This scenario highlights the risk associated with adversaries exploiting trust relationships within an organization to facilitate unauthorized access and conduct malicious activities. Implementing robust security measures and regularly auditing trust configurations are essential for mitigating such threats.

Valid Accounts

In the MITRE ATT&CK Matrix, "Valid Accounts" refer to adversaries using existing accounts, often obtained through various means, to facilitate unauthorized access and conduct malicious activities within a target environment. This tactic involves exploiting legitimate user accounts to blend in and evade detection.

Example Scenario:

Objective: The attacker's goal is to leverage valid accounts within the target organization to gain unauthorized access, move laterally, and potentially exfiltrate sensitive information.


  1. Enumeration of Valid Accounts:

  • The attacker begins by enumerating valid accounts within the target organization. This could involve scraping publicly available information, purchasing stolen account credentials from the dark web, or using techniques like credential stuffing to identify accounts with known passwords.

  1. Credential Stuffing Attack:

  • The attacker employs a credential stuffing attack by using previously leaked or commonly used passwords to attempt unauthorized access to various user accounts. They leverage automated tools to systematically test username-password combinations.

  1. Phishing for Credentials:

  • The attacker launches phishing campaigns to trick users into revealing their credentials. This could involve sending deceptive emails, often disguised as legitimate communication, prompting users to enter their usernames and passwords on fake login pages.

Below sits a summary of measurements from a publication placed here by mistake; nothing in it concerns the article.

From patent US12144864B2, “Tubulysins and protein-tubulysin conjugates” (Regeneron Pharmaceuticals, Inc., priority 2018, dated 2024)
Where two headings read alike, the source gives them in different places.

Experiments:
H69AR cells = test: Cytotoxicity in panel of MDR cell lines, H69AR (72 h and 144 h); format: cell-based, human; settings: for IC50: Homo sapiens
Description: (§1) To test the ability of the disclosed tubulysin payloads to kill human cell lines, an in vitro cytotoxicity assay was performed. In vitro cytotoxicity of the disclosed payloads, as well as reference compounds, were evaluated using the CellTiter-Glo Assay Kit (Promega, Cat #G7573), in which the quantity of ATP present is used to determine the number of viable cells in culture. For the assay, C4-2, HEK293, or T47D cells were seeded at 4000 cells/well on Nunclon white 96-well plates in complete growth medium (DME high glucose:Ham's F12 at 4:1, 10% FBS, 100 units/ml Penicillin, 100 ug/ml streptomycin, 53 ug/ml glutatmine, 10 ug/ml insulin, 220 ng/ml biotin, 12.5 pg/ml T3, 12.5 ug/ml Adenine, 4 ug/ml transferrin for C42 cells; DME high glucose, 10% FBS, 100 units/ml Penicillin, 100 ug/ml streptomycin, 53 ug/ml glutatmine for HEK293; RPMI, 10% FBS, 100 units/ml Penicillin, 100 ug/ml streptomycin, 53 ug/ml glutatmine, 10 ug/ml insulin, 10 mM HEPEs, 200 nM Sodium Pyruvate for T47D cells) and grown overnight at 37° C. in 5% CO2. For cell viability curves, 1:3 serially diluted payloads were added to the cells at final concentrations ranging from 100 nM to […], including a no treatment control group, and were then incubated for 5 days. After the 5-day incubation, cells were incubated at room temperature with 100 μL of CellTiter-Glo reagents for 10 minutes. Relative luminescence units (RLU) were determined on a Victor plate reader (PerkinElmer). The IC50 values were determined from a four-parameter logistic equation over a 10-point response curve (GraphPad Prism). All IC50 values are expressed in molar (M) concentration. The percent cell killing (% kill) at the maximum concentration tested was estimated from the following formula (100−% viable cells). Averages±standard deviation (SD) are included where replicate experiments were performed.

1. Compromising Employee Devices:

  • The attacker gains physical or remote access to devices used by employees within the organization. They extract stored credentials from browsers, email clients, or other applications where passwords might be saved.

  1. Brute Force Attacks:

  • Using automated tools, the attacker conducts brute force attacks against login interfaces, attempting to guess passwords through a systematic trial-and-error approach.

  1. Valid Account Usage:

  • Once the attacker successfully obtains valid credentials, they use these accounts to log into systems, applications, or services within the target environment. This allows them to blend in with legitimate user activity, making detection more challenging.

  1. Lateral Movement:

  • The attacker uses the compromised account to move laterally within the network, exploring and accessing different systems and resources. This may involve escalating privileges to gain additional access.

  1. Data Exfiltration:

  • After establishing a foothold and moving laterally, the attacker exfiltrates sensitive data from the organization. This could include intellectual property, customer information, or other valuable assets.

Detection and Mitigation:

  • User Training and Awareness:

  • Educate users about the risks of phishing attacks and the importance of using strong, unique passwords.

  • Multi-Factor Authentication (MFA):

  • Implement multi-factor authentication to add an extra layer of security, requiring additional verification even if valid credentials are compromised.

  • Credential Monitoring:

  • Regularly monitor and audit user account activities, looking for unusual login patterns, multiple failed login attempts, or concurrent logins from different locations.

  • Endpoint Protection:

  • Employ endpoint protection solutions to detect and prevent malicious activities on employee devices, especially those that involve the extraction of stored credentials.

  • Regular Password Changes:

  • Enforce regular password changes and encourage the use of complex passwords to reduce the effectiveness of credential stuffing attacks.

By understanding and addressing the risks associated with adversaries using valid accounts, organizations can implement proactive measures to detect and mitigate unauthorized access attempts, reducing the likelihood of successful compromise.

15 views0 comments


bottom of page